Farmers helped by sales of 'compassionate' java

A new request can be heard in coffeehouses amid the calls for no- foam lattes and Chai teas: "Compassionate coffee, please."

The term refers to java made by companies that pay their farmers a "living wage" and use environment-friendly cultivation techniques.

Taste for the coffees -- as well as similarly produced teas and chocolates -- is catching on in North Jersey, particularly among the student-age coffeehouse clientele. In the past couple of months, many coffeehouses and restaurants have started offering the "compassionate" or "fair-trade certified" beverages.

Greenmarket Cafe, a health-food restaurant in Ho-Ho-Kus, N.J., has sold the coffees and teas for about three months after the owner heard about them from customers.

"People started asking for it, and I was curious about it," said owner Jim Angelico. "I found that it was more environmentally sensitive ... and I started ordering it."

Churches also have started selling the products in an effort to help impoverished farmers around the world. Annunciation Church in Paramus has sold fair-trade certified coffee after Masses for eight months.

"It's all about helping the poor farmers that really don't earn a very good wage," said Marie Willis, who is known in the Roman Catholic parish as the "coffee lady" because she organized the sales. The church buys and sells 12-ounce bags of the coffee for $5.

The products are also available in Wayne at Trader Joe's, a specialty grocery chain based in California, as well as some other area markets.

Although the "fair-trade" movement is now gaining momentum in New Jersey, it has had strong support in the western United States for several years. It originated in the late 1980s, when world coffee prices dropped dramatically, leaving coffee bean farmers struggling to make a living, according to TransFair USA, a non-profit organization which certifies fair-trade coffee and tea suppliers.

Working conditions for many coffee bean farmers -- which were already considered akin to "sweatshops" by some human rights groups -- worsened. Compassionate coffee and tea producers work in cooperatives and are linked directly to coffee importers.

They are paid $1.26 per pound, or 5 cents above the prevailing market price, according to TransFair. Organic coffee farmers are paid $1.41 per pound, or 15 cents above market price. Consumers ppay roughly the same for the coffee because the additional cents per pound do not noticeably increase the price of the average cup of joe.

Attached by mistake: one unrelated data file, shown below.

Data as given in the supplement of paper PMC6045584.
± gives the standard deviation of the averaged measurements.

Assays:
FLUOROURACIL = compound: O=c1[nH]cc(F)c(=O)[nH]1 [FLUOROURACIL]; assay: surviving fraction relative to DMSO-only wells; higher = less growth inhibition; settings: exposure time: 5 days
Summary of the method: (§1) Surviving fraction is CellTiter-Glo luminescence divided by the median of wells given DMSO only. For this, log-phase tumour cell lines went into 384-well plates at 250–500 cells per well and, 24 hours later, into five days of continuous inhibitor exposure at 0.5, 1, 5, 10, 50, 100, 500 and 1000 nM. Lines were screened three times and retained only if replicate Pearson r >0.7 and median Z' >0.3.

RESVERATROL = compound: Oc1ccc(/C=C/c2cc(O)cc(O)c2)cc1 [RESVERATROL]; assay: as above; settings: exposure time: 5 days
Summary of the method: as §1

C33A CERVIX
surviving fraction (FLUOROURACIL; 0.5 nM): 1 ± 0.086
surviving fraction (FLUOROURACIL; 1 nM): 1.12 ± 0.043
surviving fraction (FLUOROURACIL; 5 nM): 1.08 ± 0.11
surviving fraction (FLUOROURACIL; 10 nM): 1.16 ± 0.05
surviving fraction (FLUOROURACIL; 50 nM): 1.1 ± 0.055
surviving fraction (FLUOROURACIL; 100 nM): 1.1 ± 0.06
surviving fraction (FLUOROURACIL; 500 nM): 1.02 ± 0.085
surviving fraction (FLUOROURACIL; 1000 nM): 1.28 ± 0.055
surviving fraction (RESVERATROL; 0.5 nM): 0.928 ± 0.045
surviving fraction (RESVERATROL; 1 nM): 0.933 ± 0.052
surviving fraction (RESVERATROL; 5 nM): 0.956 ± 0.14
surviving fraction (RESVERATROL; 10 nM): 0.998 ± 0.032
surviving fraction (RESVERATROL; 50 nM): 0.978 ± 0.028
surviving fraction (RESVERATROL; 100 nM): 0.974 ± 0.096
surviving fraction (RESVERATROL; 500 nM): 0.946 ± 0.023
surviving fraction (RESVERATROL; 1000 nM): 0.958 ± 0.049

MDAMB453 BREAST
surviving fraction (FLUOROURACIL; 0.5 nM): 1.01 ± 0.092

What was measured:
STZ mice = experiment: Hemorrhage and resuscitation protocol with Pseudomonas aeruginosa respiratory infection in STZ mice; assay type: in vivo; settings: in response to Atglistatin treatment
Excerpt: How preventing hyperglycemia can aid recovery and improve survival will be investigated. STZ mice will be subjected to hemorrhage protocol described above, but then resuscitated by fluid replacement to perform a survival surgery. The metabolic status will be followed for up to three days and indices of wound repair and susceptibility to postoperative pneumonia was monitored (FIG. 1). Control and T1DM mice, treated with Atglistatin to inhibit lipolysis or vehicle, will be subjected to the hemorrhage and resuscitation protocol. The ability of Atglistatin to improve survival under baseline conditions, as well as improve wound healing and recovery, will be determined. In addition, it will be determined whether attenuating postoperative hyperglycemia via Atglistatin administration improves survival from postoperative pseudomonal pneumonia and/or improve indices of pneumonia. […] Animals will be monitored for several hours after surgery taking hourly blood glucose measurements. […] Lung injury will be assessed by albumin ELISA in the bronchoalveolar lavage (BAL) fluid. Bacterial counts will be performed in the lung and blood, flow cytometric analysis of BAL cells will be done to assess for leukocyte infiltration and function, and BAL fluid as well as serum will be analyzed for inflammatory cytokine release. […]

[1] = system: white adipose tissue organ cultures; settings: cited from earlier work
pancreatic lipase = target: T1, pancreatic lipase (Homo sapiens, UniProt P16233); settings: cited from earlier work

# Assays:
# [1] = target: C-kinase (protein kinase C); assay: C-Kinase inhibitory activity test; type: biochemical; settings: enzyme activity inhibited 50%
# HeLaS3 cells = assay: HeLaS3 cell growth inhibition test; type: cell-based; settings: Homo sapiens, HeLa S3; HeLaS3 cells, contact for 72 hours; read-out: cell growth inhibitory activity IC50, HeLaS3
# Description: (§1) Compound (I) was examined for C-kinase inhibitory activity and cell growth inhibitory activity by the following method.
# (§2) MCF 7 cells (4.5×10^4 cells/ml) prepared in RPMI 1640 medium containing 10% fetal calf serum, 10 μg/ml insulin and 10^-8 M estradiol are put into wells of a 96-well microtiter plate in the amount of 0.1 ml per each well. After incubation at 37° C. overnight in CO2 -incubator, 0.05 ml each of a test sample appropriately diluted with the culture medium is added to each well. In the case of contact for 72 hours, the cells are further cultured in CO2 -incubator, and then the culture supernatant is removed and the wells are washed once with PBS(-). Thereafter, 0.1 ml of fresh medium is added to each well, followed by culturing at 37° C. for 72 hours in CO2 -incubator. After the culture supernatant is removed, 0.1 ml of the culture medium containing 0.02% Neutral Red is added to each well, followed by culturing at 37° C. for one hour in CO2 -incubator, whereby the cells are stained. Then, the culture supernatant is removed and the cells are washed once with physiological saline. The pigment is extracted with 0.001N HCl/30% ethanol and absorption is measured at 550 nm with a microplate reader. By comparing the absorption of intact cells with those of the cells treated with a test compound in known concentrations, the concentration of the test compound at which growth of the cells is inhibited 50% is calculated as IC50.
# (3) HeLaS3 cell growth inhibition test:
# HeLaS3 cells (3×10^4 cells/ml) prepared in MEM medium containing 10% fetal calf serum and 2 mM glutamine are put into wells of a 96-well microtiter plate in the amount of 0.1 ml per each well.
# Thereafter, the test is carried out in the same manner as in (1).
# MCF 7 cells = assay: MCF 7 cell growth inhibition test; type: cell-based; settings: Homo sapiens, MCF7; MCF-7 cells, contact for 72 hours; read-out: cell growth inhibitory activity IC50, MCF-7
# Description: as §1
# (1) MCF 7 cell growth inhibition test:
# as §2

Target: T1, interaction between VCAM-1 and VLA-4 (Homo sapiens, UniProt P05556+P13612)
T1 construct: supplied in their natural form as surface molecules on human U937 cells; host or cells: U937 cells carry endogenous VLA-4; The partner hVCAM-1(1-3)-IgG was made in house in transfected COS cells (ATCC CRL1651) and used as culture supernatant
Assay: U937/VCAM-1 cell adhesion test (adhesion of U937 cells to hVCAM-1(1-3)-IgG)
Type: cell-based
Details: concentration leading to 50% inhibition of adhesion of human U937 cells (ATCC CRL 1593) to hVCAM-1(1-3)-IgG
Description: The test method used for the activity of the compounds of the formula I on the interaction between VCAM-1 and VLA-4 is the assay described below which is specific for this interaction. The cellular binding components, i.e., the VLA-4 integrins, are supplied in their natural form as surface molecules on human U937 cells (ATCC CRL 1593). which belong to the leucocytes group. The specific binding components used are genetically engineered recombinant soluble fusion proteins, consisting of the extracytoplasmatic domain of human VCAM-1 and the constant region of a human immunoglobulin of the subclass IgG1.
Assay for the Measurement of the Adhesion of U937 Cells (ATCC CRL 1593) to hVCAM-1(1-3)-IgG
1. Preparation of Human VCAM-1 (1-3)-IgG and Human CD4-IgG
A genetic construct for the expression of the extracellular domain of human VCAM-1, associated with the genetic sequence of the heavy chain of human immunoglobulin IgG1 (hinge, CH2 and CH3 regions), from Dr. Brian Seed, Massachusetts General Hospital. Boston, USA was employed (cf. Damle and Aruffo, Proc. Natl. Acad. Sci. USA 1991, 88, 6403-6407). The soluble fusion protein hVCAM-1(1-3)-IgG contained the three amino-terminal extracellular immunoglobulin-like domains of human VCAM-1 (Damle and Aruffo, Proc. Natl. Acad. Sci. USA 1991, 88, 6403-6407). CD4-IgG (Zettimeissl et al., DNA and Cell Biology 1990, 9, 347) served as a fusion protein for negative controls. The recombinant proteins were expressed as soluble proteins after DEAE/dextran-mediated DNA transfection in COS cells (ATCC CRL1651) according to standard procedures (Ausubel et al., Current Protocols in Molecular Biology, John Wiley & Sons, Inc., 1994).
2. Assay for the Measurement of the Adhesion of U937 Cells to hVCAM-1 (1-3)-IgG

Currently, 10,000 shops nationwide sell TransFair certified coffees and teas. The company claims its coffees help 550,000 families in 22 countries provide basic education, health care, and nutrition. About 7,000 churches nationwide buy the coffee and teas from Equal Exchange, a food cooperative in Massachusetts that imports directly from the producers.

The Bergen Action Network (BAN), a youth activist group, has aggressively lobbied to get the products into local shops.

"Drinking fair-trade coffee is a really easy way to ensure that you are doing something to help people in the global community," said Zoe Baldwin, a compassionate coffee drinker and BAN member.

"Normally you would care if your neighbor was having some really hard times and not able to subsist on the amount of money they were making ... [Drinking compassionate beverages] is about extending that idea of community."

Cool Beans coffeehouse in Oradell began selling fair-trade coffees and teas two months ago after BAN members spoke to the shop owner. The java joint buys a 5-pound bag every week or two and has been selling out of it, a shop employee said.

Melissa Dropkin, 18, sipped water while sitting in Cool Beans this week, but said after learning about the fair-trade movement she plans to change her brand of coffee.

"Now that I know I will only ask for fair-trade coffee," she said.

But another Cool Beans customer said she's often too busy to think about trade and wages when grabbing a quick pick-me-up.

"When I want coffee, I just get coffee," said Jillian Choi, 18, of Demarest as she stood in line. "It's supposed to be quick."

The area's largest coffee producer, Starbucks, has purchased 2 million pounds of fair-trade coffee nationwide since 2000. It offers the coffee for sale once a month. The Bergen Action Network protested at a Ridgewood Starbucks in November, demanding a greater commitment to sell Fair Trade coffee.

Several coffee suppliers in New Jersey have also picked up the fair-trade brands recently. Jersey-City based Kobricks Coffee Co. became a fair-trade certified seller in 2003. Company owners said they wanted to pick up the brand earlier but there was not enough demand for it to make it profitable.

"Here in the eastern part of the country there tends to be less of an interest in the social impact of the products that we buy," said Kobricks owner Steven Kobrick. "On the West Coast there is a lot more interest in organic. But I think that's changing. And that's good."

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